'Refuse to date men who watch porn' - feminist defends controversial stickers posted in Norwich
PUBLISHED: 12:06 20 October 2018 | UPDATED: 12:07 20 October 2018
A radical feminist who caused outrage after posting controversial stickers around the UEA and Norwich claims the messages were not transphobic.
The stickers were found around the University of East Anglia (UEA) campus in October containing messages such “women don’t have p******” and “refuse to date men who watch porn.”
The UEA students’ union said the stickers portrayed “abhorrent transphobia”.
But the organiser of the Radical Feminism Norwich group, who posted the stickers, disagreed.
They said: “I don’t believe that the stickers are transphobic, because I don’t believe that stating that women and men are biologically different is offensive, it’s just a fact.
“I posted the stickers to raise awareness of radical feminist ideas and start a conversation.
“The aim was to get some support and start a feminist group in Norwich.
“Women often feel that they cannot speak up about the views expressed by the stickers, and so I wanted to let them know there are others out there and hopefully encourage them to speak out as well.”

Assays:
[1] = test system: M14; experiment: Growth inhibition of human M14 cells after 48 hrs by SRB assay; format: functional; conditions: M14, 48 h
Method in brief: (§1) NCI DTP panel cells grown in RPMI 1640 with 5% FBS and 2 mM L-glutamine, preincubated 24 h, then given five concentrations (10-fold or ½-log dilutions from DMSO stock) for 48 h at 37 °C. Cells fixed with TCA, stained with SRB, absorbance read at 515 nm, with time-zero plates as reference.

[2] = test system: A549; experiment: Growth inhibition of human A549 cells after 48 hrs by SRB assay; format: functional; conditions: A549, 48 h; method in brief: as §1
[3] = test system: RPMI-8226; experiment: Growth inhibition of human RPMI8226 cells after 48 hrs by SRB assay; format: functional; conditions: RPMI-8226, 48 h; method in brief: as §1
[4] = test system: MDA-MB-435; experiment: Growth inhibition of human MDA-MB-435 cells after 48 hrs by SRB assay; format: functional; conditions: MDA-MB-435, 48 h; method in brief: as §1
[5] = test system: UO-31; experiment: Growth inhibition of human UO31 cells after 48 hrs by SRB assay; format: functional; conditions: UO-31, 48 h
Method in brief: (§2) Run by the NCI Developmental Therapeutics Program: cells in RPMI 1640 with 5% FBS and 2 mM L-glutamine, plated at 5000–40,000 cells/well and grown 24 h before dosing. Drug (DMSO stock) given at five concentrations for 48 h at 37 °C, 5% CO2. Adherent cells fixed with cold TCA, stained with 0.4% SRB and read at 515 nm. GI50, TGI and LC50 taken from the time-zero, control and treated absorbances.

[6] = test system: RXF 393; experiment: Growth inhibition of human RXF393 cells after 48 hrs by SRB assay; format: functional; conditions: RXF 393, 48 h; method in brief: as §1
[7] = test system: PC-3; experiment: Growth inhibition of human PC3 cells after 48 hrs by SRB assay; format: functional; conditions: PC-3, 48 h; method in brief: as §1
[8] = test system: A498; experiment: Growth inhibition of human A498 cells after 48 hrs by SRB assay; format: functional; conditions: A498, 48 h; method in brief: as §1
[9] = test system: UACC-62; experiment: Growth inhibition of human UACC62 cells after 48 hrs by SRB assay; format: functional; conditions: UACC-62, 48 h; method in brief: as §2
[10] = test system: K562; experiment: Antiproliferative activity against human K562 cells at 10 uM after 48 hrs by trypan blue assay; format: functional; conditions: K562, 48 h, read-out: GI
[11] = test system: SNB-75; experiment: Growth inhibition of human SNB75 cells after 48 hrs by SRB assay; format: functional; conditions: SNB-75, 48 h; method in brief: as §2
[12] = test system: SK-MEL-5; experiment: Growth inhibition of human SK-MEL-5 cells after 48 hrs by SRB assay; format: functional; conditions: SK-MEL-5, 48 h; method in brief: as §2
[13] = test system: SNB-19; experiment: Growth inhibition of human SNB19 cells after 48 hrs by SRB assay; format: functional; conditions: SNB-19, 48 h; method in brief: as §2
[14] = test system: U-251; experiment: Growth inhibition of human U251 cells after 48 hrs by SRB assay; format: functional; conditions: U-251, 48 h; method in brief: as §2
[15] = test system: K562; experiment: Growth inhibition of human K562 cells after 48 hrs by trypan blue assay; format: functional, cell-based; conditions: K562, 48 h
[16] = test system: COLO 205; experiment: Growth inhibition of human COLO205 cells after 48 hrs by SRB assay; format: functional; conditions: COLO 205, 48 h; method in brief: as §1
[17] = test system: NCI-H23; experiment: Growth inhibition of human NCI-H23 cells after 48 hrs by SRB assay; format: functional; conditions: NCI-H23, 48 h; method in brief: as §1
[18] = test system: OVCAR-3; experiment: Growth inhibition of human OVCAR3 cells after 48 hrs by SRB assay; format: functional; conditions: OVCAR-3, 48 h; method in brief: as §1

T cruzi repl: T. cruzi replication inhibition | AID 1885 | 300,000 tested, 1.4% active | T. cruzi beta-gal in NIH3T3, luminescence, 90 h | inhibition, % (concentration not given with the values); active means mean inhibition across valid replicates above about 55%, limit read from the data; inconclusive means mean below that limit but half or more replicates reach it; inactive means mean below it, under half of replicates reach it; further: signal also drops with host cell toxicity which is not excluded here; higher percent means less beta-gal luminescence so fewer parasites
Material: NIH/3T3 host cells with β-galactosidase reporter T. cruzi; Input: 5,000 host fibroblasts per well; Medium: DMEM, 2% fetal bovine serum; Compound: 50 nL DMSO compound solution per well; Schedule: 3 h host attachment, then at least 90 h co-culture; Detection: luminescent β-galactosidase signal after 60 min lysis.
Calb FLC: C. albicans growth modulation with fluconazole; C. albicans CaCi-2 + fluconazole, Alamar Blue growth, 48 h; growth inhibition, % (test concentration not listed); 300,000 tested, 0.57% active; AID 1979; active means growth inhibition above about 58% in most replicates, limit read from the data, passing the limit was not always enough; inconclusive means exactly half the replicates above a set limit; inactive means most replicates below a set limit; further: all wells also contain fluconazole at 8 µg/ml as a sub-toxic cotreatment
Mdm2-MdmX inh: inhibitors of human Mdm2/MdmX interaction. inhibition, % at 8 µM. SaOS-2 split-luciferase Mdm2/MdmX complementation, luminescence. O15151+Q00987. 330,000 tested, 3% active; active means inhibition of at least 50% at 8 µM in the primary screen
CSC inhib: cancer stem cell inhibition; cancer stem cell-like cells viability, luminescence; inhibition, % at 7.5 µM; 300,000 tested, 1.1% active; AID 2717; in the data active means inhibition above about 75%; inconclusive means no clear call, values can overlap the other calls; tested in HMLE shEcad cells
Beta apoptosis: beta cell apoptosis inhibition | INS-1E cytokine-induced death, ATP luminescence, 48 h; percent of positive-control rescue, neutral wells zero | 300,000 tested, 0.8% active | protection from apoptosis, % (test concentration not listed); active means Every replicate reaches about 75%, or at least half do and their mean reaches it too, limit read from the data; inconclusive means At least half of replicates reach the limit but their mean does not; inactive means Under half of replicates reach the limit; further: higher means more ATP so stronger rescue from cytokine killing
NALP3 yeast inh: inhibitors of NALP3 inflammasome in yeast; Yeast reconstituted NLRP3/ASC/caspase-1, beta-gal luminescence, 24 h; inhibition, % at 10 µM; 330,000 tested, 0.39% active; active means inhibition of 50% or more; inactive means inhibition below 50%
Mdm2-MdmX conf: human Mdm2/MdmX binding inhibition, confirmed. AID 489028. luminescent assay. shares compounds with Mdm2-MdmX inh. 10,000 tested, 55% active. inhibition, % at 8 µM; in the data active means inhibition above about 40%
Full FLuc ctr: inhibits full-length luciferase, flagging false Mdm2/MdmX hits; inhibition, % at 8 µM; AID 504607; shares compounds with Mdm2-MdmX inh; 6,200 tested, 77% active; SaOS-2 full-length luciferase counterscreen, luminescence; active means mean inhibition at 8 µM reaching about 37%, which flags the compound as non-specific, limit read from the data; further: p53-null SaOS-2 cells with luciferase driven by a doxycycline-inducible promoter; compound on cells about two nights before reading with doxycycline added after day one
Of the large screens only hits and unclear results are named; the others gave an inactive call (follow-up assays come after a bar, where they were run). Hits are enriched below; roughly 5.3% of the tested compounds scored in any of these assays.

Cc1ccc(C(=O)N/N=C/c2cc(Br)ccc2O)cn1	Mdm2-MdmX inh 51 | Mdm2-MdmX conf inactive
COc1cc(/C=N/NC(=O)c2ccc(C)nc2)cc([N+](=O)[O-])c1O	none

The organiser, who did not wish to be identified, said they were a student, but not at the UEA.
Rosie Smith, president of the UEA feminist society, has condemned the actions.
She said: “The fact that they went out of their way to come to our diverse campus just to spread intolerance is appalling behaviour.
“Although we welcome a dialogue around all aspects of feminism, we believe that these kinds of closed-minded views have no place at UEA.”
The UEA students’ union said: “To suggest that these stickers are any other than transphobic statements is to give a platform to hateful messages which aim to other and discriminate against members of the UEA community.”
The union also condemned the “anti-sex worker sentiment” portrayed in some of the stickers.
A spokesman for the UEA said staff were “ready to provide support” to anyone affected by the messages in the posters.